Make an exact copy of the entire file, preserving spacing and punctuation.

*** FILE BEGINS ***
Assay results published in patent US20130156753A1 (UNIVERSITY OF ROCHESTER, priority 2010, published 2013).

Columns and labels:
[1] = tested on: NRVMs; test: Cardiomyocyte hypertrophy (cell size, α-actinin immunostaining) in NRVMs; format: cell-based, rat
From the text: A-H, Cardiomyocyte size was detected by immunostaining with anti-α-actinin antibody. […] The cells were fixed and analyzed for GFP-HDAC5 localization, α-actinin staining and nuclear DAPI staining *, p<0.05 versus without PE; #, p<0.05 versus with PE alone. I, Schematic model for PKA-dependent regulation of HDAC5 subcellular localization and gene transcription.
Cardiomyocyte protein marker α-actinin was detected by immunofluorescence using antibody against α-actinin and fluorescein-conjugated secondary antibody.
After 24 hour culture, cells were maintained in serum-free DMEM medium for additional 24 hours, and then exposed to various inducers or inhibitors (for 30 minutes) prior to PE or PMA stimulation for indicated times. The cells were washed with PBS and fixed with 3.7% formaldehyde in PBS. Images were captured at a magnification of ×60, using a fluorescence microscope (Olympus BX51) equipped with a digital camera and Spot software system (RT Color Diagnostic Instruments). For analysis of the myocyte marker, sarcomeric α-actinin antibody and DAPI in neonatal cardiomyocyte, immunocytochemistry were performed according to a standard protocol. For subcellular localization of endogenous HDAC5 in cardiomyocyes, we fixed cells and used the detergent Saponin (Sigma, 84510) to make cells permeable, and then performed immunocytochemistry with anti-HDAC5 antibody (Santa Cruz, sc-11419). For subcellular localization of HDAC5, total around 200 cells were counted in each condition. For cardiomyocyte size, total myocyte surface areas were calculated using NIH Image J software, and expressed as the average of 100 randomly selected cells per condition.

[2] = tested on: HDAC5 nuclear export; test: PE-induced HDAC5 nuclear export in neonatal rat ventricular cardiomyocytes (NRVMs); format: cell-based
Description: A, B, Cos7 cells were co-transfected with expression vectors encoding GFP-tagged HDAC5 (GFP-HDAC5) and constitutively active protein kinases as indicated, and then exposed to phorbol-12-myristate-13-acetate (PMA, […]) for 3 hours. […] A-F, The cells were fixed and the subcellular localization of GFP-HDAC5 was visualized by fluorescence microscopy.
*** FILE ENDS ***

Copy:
Assay results published in patent US20130156753A1 (UNIVERSITY OF ROCHESTER, priority 2010, published 2013).

Columns and labels:
[1] = tested on: NRVMs; test: Cardiomyocyte hypertrophy (cell size, α-actinin immunostaining) in NRVMs; format: cell-based, rat
From the text: A-H, Cardiomyocyte size was detected by immunostaining with anti-α-actinin antibody. […] The cells were fixed and analyzed for GFP-HDAC5 localization, α-actinin staining and nuclear DAPI staining *, p<0.05 versus without PE; #, p<0.05 versus with PE alone. I, Schematic model for PKA-dependent regulation of HDAC5 subcellular localization and gene transcription.
Cardiomyocyte protein marker α-actinin was detected by immunofluorescence using antibody against α-actinin and fluorescein-conjugated secondary antibody.
After 24 hour culture, cells were maintained in serum-free DMEM medium for additional 24 hours, and then exposed to various inducers or inhibitors (for 30 minutes) prior to PE or PMA stimulation for indicated times. The cells were washed with PBS and fixed with 3.7% formaldehyde in PBS. Images were captured at a magnification of ×60, using a fluorescence microscope (Olympus BX51) equipped with a digital camera and Spot software system (RT Color Diagnostic Instruments). For analysis of the myocyte marker, sarcomeric α-actinin antibody and DAPI in neonatal cardiomyocyte, immunocytochemistry were performed according to a standard protocol. For subcellular localization of endogenous HDAC5 in cardiomyocyes, we fixed cells and used the detergent Saponin (Sigma, 84510) to make cells permeable, and then performed immunocytochemistry with anti-HDAC5 antibody (Santa Cruz, sc-11419). For subcellular localization of HDAC5, total around 200 cells were counted in each condition. For cardiomyocyte size, total myocyte surface areas were calculated using NIH Image J software, and expressed as the average of 100 randomly selected cells per condition.

[2] = tested on: HDAC5 nuclear export; test: PE-induced HDAC5 nuclear export in neonatal rat ventricular cardiomyocytes (NRVMs); format: cell-based
Description: A, B, Cos7 cells were co-transfected with expression vectors encoding GFP-tagged HDAC5 (GFP-HDAC5) and constitutively active protein kinases as indicated, and then exposed to phorbol-12-myristate-13-acetate (PMA, […]) for 3 hours. […] A-F, The cells were fixed and the subcellular localization of GFP-HDAC5 was visualized by fluorescence microscopy.